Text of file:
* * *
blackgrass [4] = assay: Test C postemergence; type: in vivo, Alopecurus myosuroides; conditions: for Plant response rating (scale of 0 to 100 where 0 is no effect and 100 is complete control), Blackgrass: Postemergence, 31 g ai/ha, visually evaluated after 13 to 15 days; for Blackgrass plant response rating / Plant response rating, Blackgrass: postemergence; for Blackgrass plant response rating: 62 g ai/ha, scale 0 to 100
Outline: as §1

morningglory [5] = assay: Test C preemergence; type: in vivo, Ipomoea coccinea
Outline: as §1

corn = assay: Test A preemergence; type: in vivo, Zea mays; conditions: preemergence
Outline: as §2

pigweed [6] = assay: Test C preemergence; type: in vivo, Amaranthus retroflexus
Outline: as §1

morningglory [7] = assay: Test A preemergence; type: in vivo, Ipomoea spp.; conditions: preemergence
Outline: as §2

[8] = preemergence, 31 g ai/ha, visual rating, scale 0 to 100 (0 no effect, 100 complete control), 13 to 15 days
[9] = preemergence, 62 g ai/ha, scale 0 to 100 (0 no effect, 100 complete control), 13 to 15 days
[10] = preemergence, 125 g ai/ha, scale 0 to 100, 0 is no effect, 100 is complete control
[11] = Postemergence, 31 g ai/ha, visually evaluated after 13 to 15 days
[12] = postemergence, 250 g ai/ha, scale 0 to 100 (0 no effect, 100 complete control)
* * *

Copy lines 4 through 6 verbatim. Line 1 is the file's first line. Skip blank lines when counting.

Outline: as §1

corn = assay: Test A preemergence; type: in vivo, Zea mays; conditions: preemergence
Outline: as §2